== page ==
How God Reveals Himself

People sometimes wonder whether God exists because they cannot see him. Scripture affirms that God is invisible (Colossians 1:15; Hebrews 11:27). Moreover, God is a spirit (John 4:24), Since God is not physically discernable, some wonder how God reveals himself. The answer is that God makes himself known by the manner and the content of his revelation.

God reveals himself in two ways. One is general, which is also called natural revelation. The other is special, which is also called divine or biblical revelation. Generally speaking, God reveals himself naturally through his creation. "Since the creation of the world His invisible attributes are clearly seen, being understood by the things that are made, even His eternal power and Godhead" (Romans 1:20). "The heavens declare the glory of God; and the firmament shows His handiwork" (Psalms 19:1). The heavens are the work of Godís fingers, he has ordained the moon and the stars (Psalm 8:3). Yet, while nature reveals that God exists and declares "his eternal power and Godhead," nature is limited in what it reveals about God, his attributes, and his will for humanity. Therefore, God also reveals himself in special ways.

In the Old Testament, God sometimes revealed himself directly. He spoke to Adam (Genesis 3:9-19), to Cain (Genesis 4:6-15), to Noah (Genesis 6:13 Ė 9:17), to Abraham (Genesis 12:1-3, 7), to Moses (Exodus 33:11), to Samuel (1 Samuel 3:2-14), and others. When God revealed himself in physical form, he revealed himself as a man, as he did to Abraham (Genesis 18). God also appeared on occasion as an angelic messenger, as he did to Hagar (Genesis 16:7-12), to Abraham (Genesis 22:11-18), to Lot (Genesis 19:1-22), to Manoah (Judges 13:2-23), and others.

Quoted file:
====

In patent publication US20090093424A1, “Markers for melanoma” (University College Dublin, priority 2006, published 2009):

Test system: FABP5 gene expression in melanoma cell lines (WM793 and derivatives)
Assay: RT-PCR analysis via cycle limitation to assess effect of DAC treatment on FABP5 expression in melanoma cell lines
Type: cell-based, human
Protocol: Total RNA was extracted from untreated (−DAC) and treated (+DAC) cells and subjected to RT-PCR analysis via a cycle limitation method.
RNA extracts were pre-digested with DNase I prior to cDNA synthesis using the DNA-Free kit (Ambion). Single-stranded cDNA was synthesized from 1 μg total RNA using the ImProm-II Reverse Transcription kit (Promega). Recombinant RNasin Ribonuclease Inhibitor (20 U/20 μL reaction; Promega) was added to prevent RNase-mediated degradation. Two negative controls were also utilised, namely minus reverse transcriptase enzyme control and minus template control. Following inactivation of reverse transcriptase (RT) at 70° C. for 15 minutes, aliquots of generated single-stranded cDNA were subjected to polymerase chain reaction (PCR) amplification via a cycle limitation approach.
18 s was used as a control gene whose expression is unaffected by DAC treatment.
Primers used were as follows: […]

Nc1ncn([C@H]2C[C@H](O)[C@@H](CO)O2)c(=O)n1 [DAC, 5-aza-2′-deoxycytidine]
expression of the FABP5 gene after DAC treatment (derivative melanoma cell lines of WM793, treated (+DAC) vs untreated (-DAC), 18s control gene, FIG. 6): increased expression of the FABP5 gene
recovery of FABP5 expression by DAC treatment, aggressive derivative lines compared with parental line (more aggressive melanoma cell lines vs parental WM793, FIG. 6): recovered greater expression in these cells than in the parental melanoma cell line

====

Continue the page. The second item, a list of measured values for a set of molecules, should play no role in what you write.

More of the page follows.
Sometimes God revealed himself through unusual ways. To Job, God revealed himself in a whirlwind (Job 38:1). To Moses, the Angel of God revealed himself in an unconsumed flame of fire in a burning bush (Exodus 3:1-2). To Balaam, the Angel of God revealed himself through a talking donkey (Numbers 22:28-35). To Gideon, God certified his will through fleece (Judges 6:36-40). To Elijah, God revealed himself through a still small voice (1 Kings 19:13). Sometimes God revealed himself through dreams. This he did to Abimelech (Genesis 20:3), to Pharoah (Genesis 41:25), to Nebuchadnezzar (Daniel 2:28), and others. Through visions, God revealed himself to Jacob (Genesis 46:2), Ezekiel (Ezekiel 1:1) and others. Sometimes God revealed himself through his mighty acts, as he did when he sent the plagues against the Egyptians (Exodus 10:1-2). He dried up the Red Sea (Exodus 14:15-30), he fed manna to the Israelites in the wilderness (Deuteronomy 8:3) and he enabled the Israelites to conquer the land of Canaan (Joshua; Psalm 105). Sometimes God revealed his will through priests and prophets. On occasion, God revealed himself through Urim and Thummin which were used by the priests (Numbers 27:21; Ezra 2:63; Nehemiah 7:65). Moreover, God revealed his message through his servants the prophets (2 Kings 17:23; 21:10; 24:2; Jeremiah 25:4; Daniel 9:10; Amos 3:7; Hosea 12:10). Sometimes God instructed that his word be written (Exodus 17:14; 34:27; Deuteronomy 17:18; 27:3, 8; Jeremiah 36:2). And sometimes God revealed himself, his commandments and his promises, through having his word read (Exodus 24:7; Deuteronomy 17:19; 31:9-13; Joshua 8:33-35; Nehemiah 8:1-5).

In New Testament times as well as the Old, God revealed himself and his will in miraculous ways. Through angels, God revealed events related to the birth of Jesus (Matthew 1:20-23; 2:13; Luke 1:11-20; 26-38; 2:9-14). Godís will for apostolic activity was sometimes directed through angels (Acts 5:19-20; 12:6-11; 27:23-24). God also revealed his will through visions (Luke 1:22; 24:24-26; Acts 9:10-16; 10:3-6; 9-17; 18:9-10; 23:11). Most notable among these is that of Paulís visionary experience on the road to Damascus, which led to his conversion (Acts 9; 22; 26). Miracles of Jesus and the apostles confirmed the spoken word (Mark 16:20; Acts 14:3; Hebrews 2:4). Nicodemus realized that Jesus was a teacher come from God because "no one can do these signs that You do unless God is with him" (John 3:2). The blind man who had been healed declared that "if this Man were not from God, He could do nothing" (John 9:33).